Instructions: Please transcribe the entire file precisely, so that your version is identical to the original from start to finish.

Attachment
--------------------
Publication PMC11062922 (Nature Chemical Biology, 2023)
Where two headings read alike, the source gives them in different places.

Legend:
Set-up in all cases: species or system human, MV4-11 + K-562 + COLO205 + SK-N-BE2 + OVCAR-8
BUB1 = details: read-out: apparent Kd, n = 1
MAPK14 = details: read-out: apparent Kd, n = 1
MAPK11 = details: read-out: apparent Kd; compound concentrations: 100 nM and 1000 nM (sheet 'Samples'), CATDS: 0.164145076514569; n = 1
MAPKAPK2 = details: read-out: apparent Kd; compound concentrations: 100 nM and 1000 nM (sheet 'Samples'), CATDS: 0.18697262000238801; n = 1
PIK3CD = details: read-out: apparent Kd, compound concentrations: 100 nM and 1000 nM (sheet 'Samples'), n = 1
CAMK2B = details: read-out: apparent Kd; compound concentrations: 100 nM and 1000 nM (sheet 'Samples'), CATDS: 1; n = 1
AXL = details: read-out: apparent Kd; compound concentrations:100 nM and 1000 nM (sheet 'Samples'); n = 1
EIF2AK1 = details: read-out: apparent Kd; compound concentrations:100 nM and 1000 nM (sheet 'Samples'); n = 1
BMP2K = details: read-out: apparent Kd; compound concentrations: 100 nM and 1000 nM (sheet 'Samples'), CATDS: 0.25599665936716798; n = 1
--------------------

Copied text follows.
Publication PMC11062922 (Nature Chemical Biology, 2023)
Where two headings read alike, the source gives them in different places.

Legend:
Set-up in all cases: species or system human, MV4-11 + K-562 + COLO205 + SK-N-BE2 + OVCAR-8
BUB1 = details: read-out: apparent Kd, n = 1
MAPK14 = details: read-out: apparent Kd, n = 1
MAPK11 = details: read-out: apparent Kd; compound concentrations: 100 nM and 1000 nM (sheet 'Samples'), CATDS: 0.164145076514569; n = 1
MAPKAPK2 = details: read-out: apparent Kd; compound concentrations: 100 nM and 1000 nM (sheet 'Samples'), CATDS: 0.18697262000238801; n = 1
PIK3CD = details: read-out: apparent Kd, compound concentrations: 100 nM and 1000 nM (sheet 'Samples'), n = 1
CAMK2B = details: read-out: apparent Kd; compound concentrations: 100 nM and 1000 nM (sheet 'Samples'), CATDS: 1; n = 1
AXL = details: read-out: apparent Kd; compound concentrations:100 nM and 1000 nM (sheet 'Samples'); n = 1
EIF2AK1 = details: read-out: apparent Kd; compound concentrations:100 nM and 1000 nM (sheet 'Samples'); n = 1
BMP2K = details: read-out: apparent Kd; compound concentrations: 100 nM and 1000 nM (sheet 'Samples'), CATDS: 0.25599665936716798; n = 1